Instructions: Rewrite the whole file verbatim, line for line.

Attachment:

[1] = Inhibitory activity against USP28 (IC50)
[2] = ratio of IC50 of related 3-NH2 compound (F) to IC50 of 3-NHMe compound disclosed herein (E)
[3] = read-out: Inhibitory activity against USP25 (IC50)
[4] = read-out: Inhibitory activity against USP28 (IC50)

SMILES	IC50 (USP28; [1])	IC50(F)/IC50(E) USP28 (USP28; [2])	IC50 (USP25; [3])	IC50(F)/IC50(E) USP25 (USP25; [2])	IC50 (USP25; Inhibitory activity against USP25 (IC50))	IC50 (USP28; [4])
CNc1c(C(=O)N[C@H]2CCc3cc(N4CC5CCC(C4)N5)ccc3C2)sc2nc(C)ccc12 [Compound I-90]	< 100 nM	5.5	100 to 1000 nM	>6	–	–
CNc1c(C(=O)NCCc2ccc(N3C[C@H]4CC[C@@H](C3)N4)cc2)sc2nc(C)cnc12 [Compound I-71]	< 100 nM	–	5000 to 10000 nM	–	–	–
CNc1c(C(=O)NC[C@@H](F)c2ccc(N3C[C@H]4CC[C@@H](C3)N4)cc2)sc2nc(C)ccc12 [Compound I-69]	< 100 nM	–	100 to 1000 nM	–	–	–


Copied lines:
[1] = Inhibitory activity against USP28 (IC50)
[2] = ratio of IC50 of related 3-NH2 compound (F) to IC50 of 3-NHMe compound disclosed herein (E)
[3] = read-out: Inhibitory activity against USP25 (IC50)
[4] = read-out: Inhibitory activity against USP28 (IC50)

SMILES	IC50 (USP28; [1])	IC50(F)/IC50(E) USP28 (USP28; [2])	IC50 (USP25; [3])	IC50(F)/IC50(E) USP25 (USP25; [2])	IC50 (USP25; Inhibitory activity against USP25 (IC50))	IC50 (USP28; [4])
CNc1c(C(=O)N[C@H]2CCc3cc(N4CC5CCC(C4)N5)ccc3C2)sc2nc(C)ccc12 [Compound I-90]	< 100 nM	5.5	100 to 1000 nM	>6	–	–
CNc1c(C(=O)NCCc2ccc(N3C[C@H]4CC[C@@H](C3)N4)cc2)sc2nc(C)cnc12 [Compound I-71]	< 100 nM	–	5000 to 10000 nM	–	–	–
CNc1c(C(=O)NC[C@@H](F)c2ccc(N3C[C@H]4CC[C@@H](C3)N4)cc2)sc2nc(C)ccc12 [Compound I-69]	< 100 nM	–	100 to 1000 nM	–	–	–